Inland flooding poses an extremely high risk to homes and businesses both on and off the floodplain. It can last for days or weeks, and even a few inches of water can cause extensive losses to buildings and their contents.
You can manage flood risk in a variety of ways. At the most basic level, insurers use property location to determine if the risk is located on a floodplain. More sophisticated risk management techniques use catastrophe modeling to develop underwriting rules based on the location and characteristics of the property. Any insurer with a portfolio of properties exposed to flood risk needs to manage that risk effectively.
There are other factors, known as secondary risk characteristics, that can significantly affect a building’s resistance to flood damage and have a major impact on loss potential. Insurers should account for those characteristics when seeking to understand and manage flood risk. In this article, we’ll examine some secondary risk characteristics and the effect they have on a property’s flood risk.
Underwriting teams can play a key role in capturing the property information insurers need to manage flood risk effectively. Underwriting is the logical time to collect the property-specific building characteristics needed to manage flood risk using catastrophe models, ideally as part of a property inspection so a trained professional can collect all relevant data points.
The primary determinants of a structure’s flood vulnerability are its location, occupancy type, construction, height, and year built (which determines the building regulations in effect at the time of construction). Regional variations in those characteristics account for differences in construction practices that arise from building regulations and environmental conditions, while seasonality leads to differences in drying time.
The type of foundation of a structure can significantly affect its flood vulnerability. Basements can greatly increase the susceptibility to flood damage, and water can easily damage cripple wall crawl spaces and cause them to buckle. The type of material used can also make a difference, with concrete generally being more flood-resistant than masonry.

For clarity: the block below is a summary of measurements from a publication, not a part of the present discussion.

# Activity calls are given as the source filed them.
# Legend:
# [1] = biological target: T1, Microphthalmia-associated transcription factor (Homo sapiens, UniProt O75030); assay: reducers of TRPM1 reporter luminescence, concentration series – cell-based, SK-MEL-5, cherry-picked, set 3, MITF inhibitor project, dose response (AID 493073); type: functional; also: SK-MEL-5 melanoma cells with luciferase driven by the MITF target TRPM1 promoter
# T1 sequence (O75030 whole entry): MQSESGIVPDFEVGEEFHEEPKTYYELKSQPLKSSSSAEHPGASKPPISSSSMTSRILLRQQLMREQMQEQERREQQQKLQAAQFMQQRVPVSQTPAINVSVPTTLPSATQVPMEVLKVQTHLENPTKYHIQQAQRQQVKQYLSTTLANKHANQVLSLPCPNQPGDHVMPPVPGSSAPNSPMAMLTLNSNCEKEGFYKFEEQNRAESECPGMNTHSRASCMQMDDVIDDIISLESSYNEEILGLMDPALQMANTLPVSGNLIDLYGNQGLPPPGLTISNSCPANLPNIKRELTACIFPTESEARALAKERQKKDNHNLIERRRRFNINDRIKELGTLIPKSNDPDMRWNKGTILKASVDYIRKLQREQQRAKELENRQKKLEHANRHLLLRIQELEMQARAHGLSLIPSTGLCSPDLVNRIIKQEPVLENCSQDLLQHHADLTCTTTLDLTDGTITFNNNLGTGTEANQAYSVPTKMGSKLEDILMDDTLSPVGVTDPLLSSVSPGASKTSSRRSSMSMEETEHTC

Number of basement levels
Underground garages and basements are particularly vulnerable and can flood even if the ground floor isn’t susceptible. For residential single-family or multifamily homes, one basement level is the norm, but you’ll often find multiple basement levels in high-rise and other large commercial buildings or apartment complexes. While multiple basement levels increase a property’s predisposition to flooding, those buildings are typically better engineered and may therefore be equipped with better flood protection systems, which can serve to mitigate the increased risk.
Basements can be finished or unfinished. Finished basements are equipped with interior features, such as drywall, plaster, insulation, and flooring. They may also contain more valuable contents than unfinished basements, increasing their potential losses due to flood events.
The elevation of a property above the normal water level of the nearest body of water can significantly reduce flood damage and loss, particularly in low-lying areas along waterways prone to flooding.
Base flood elevation